Issues brought to the for by the VozMob case study are the problems of mediating across skill and knowledge differentials and the need for facilitators to bridge that divide. The authors also bring into their analysis the question of the relationship between "appropriation" practices and participatory design practices.

The VozMob project consciously undertook to adhere to the democratizing ideals of participatory design. However, not all projects that fly the participatory design flag undertake to do so. R. Darin Ellis and Sri H. Kurniawan's case study, "Increasing the Usability of Online Information for Older Users," represent a middle ground in this sense. The authors tip their hat to partitipatory design political history, but do not take the care to situate their project within its ideology map that the VozMob designers did. Rather, Ellis and Kurniawan present a less-aggressive version of the participatory design philosophy, centering it around improving the quality of life, collaboration and cooperation, and iterative design processes, in contrast to the philosophy's original goals of reversing the power structures inherent in technology.

Before beginning their design process, Ellis and Kurniawan describe the design team undertaking an extensive lit review and conducting a survey to increase their awareness of issues faced by older users when navigating the web. This is done to replace more avowedly participatory design techniques such as shadowing, because "finding seniors who were actively using the WWW to seek out service information proved very difficult." As a result, the designers had already formulated what would be the core issues examined in the study before their community partners arrived.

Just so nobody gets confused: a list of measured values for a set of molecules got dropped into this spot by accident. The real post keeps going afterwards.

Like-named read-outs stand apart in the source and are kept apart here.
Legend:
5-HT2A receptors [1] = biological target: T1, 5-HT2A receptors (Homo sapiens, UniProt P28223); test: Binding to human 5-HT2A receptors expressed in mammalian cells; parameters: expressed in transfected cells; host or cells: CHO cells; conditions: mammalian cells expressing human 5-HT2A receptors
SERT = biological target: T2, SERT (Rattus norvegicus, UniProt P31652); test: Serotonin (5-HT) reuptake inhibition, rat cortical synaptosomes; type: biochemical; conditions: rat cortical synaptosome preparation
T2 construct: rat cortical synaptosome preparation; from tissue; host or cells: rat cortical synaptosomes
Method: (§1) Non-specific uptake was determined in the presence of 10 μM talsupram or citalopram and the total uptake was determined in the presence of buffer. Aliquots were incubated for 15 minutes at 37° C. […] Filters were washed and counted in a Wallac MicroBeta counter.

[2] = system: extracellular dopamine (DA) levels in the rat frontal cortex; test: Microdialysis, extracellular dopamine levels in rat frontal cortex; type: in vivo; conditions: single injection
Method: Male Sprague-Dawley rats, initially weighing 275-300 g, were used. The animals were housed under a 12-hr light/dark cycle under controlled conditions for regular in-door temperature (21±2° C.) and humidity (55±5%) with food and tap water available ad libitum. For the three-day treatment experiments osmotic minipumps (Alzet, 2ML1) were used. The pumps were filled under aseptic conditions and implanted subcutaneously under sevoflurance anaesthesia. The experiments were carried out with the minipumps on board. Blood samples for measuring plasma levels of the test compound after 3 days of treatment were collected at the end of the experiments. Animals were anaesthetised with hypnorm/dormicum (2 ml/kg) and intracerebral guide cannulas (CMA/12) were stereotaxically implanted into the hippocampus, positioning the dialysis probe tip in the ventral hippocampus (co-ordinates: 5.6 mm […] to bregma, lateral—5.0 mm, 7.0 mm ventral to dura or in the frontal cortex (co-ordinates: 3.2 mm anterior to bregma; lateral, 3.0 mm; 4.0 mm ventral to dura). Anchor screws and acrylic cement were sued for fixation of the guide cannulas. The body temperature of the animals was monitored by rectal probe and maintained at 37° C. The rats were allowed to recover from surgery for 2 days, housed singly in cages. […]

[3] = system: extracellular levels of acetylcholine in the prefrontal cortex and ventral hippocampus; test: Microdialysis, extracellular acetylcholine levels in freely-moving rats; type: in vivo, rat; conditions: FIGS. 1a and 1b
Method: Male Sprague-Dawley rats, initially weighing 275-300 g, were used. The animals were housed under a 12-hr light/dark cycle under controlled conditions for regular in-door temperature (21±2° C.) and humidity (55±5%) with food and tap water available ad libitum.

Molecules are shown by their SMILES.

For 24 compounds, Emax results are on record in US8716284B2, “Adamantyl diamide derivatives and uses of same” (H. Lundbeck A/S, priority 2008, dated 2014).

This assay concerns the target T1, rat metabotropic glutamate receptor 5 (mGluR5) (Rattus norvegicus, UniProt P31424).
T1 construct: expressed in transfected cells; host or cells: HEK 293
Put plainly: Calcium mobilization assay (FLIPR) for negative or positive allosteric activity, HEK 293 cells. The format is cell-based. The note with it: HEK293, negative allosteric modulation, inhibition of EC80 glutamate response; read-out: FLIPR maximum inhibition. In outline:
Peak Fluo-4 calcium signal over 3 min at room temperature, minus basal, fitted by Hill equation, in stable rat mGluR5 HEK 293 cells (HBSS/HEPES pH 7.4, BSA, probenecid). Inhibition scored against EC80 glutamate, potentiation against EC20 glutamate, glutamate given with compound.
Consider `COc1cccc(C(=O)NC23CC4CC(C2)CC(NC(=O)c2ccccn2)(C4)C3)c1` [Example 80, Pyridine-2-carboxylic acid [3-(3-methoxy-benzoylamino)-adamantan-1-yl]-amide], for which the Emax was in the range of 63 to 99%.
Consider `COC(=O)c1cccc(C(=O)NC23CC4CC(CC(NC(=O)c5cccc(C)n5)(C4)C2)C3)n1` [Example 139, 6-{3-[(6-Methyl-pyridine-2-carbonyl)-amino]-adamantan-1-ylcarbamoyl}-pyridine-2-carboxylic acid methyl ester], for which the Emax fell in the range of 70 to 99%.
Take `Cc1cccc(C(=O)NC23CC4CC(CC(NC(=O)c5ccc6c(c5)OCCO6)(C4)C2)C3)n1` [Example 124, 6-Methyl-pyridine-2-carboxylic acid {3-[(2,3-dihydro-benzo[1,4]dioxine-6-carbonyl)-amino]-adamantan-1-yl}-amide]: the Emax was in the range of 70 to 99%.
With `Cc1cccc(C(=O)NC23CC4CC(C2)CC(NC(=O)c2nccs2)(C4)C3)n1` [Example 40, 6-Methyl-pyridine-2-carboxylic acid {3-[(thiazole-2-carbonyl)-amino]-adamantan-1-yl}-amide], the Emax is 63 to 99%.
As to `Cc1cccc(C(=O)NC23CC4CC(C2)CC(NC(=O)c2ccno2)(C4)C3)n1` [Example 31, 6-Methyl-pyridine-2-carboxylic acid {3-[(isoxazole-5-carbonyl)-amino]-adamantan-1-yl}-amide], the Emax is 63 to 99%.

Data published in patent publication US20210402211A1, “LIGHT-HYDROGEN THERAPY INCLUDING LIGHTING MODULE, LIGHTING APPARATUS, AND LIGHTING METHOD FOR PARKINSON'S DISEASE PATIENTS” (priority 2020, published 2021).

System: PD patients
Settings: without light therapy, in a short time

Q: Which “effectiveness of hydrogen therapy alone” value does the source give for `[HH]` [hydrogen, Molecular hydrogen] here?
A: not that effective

One interesting tool mentioned in the case study is that of "cooperative prototyping," or the dynamic building and iterating of a web page's design in real time on a large screen. This is similar to other models of low cost or quick prototyping.

There is an active body of literature on the theory of participatory design, and I will highlight two articles here. The first is Michael J. Muller's "Participatory Design: The Third Space in HCI." Muller has written extensively on participatory design in the field of software development. In this chapter, he presents the idea that participatory design embodies a "third space" between the interests of users and designers, "a fertile environment in which participants can combine diverse knowledges into new insights and plans for action, to inform the needs of their organizations, institutions, products, and services." He covers topics from the comparative value of research and workshop location (either in the work environment of the subjects or the design space of the development team), to the value of story-telling, games, and acted-out dramas in the participatory design process. He also emphasizes the importance of quick and low tech prototyping to the iterative process.